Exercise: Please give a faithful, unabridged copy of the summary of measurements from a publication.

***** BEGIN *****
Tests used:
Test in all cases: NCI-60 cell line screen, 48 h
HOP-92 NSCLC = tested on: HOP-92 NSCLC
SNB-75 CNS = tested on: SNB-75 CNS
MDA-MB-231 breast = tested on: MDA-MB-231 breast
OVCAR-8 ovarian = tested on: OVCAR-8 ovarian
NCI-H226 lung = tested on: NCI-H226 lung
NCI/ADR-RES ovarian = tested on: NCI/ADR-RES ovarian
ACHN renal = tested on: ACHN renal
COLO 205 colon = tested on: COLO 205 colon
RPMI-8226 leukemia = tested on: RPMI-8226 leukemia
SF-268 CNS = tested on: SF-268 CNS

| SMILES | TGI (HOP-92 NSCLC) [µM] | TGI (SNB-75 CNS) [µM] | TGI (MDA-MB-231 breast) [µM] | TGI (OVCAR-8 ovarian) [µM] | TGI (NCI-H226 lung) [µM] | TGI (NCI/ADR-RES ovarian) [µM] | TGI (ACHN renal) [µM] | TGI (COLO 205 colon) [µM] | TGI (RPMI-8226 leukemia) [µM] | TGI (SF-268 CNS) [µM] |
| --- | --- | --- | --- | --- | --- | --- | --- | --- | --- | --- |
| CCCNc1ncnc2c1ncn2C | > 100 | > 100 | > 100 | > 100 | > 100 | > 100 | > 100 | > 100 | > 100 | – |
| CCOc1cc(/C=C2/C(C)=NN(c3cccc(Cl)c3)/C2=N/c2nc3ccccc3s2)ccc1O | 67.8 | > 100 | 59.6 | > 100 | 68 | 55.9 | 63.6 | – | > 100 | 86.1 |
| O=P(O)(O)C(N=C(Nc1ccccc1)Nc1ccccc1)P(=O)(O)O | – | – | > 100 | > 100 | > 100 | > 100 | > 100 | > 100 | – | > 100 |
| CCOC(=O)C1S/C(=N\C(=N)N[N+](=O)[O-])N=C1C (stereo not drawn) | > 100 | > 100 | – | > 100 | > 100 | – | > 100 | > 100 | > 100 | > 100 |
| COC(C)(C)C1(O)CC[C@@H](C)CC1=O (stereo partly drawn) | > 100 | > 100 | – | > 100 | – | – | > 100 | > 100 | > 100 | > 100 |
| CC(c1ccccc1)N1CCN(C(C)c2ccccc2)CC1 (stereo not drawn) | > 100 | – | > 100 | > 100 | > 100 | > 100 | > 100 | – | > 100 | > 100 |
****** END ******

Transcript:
Tests used:
Test in all cases: NCI-60 cell line screen, 48 h
HOP-92 NSCLC = tested on: HOP-92 NSCLC
SNB-75 CNS = tested on: SNB-75 CNS
MDA-MB-231 breast = tested on: MDA-MB-231 breast
OVCAR-8 ovarian = tested on: OVCAR-8 ovarian
NCI-H226 lung = tested on: NCI-H226 lung
NCI/ADR-RES ovarian = tested on: NCI/ADR-RES ovarian
ACHN renal = tested on: ACHN renal
COLO 205 colon = tested on: COLO 205 colon
RPMI-8226 leukemia = tested on: RPMI-8226 leukemia
SF-268 CNS = tested on: SF-268 CNS

| SMILES | TGI (HOP-92 NSCLC) [µM] | TGI (SNB-75 CNS) [µM] | TGI (MDA-MB-231 breast) [µM] | TGI (OVCAR-8 ovarian) [µM] | TGI (NCI-H226 lung) [µM] | TGI (NCI/ADR-RES ovarian) [µM] | TGI (ACHN renal) [µM] | TGI (COLO 205 colon) [µM] | TGI (RPMI-8226 leukemia) [µM] | TGI (SF-268 CNS) [µM] |
| --- | --- | --- | --- | --- | --- | --- | --- | --- | --- | --- |
| CCCNc1ncnc2c1ncn2C | > 100 | > 100 | > 100 | > 100 | > 100 | > 100 | > 100 | > 100 | > 100 | – |
| CCOc1cc(/C=C2/C(C)=NN(c3cccc(Cl)c3)/C2=N/c2nc3ccccc3s2)ccc1O | 67.8 | > 100 | 59.6 | > 100 | 68 | 55.9 | 63.6 | – | > 100 | 86.1 |
| O=P(O)(O)C(N=C(Nc1ccccc1)Nc1ccccc1)P(=O)(O)O | – | – | > 100 | > 100 | > 100 | > 100 | > 100 | > 100 | – | > 100 |
| CCOC(=O)C1S/C(=N\C(=N)N[N+](=O)[O-])N=C1C (stereo not drawn) | > 100 | > 100 | – | > 100 | > 100 | – | > 100 | > 100 | > 100 | > 100 |
| COC(C)(C)C1(O)CC[C@@H](C)CC1=O (stereo partly drawn) | > 100 | > 100 | – | > 100 | – | – | > 100 | > 100 | > 100 | > 100 |
| CC(c1ccccc1)N1CCN(C(C)c2ccccc2)CC1 (stereo not drawn) | > 100 | – | > 100 | > 100 | > 100 | > 100 | > 100 | – | > 100 | > 100 |